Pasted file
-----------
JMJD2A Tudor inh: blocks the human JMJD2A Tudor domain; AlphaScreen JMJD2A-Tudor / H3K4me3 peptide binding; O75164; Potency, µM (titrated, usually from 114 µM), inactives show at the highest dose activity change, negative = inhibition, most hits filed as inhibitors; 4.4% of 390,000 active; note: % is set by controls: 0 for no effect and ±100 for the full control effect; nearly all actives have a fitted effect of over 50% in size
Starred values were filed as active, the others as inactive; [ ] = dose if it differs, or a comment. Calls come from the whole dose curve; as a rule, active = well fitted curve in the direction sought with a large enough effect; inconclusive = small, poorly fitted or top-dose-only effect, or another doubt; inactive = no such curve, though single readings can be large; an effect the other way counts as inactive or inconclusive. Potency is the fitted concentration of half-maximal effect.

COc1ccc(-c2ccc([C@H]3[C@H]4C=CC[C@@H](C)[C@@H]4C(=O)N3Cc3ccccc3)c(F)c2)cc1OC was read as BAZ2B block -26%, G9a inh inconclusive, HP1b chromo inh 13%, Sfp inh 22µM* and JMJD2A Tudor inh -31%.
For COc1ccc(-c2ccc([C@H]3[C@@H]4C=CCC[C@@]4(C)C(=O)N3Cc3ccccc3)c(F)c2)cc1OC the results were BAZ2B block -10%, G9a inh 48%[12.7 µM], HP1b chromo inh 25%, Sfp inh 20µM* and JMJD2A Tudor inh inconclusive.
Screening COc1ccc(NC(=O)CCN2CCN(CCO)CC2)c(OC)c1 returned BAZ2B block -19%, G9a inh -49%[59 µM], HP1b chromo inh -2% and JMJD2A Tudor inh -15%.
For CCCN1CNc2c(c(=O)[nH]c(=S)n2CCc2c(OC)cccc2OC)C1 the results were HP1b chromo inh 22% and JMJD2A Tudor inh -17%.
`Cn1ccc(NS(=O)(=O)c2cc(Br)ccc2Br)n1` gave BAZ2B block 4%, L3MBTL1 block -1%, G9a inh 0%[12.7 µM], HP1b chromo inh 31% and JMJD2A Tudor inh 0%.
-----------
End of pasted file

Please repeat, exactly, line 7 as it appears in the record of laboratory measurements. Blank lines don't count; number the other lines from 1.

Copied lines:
`Cn1ccc(NS(=O)(=O)c2cc(Br)ccc2Br)n1` gave BAZ2B block 4%, L3MBTL1 block -1%, G9a inh 0%[12.7 µM], HP1b chromo inh 31% and JMJD2A Tudor inh 0%.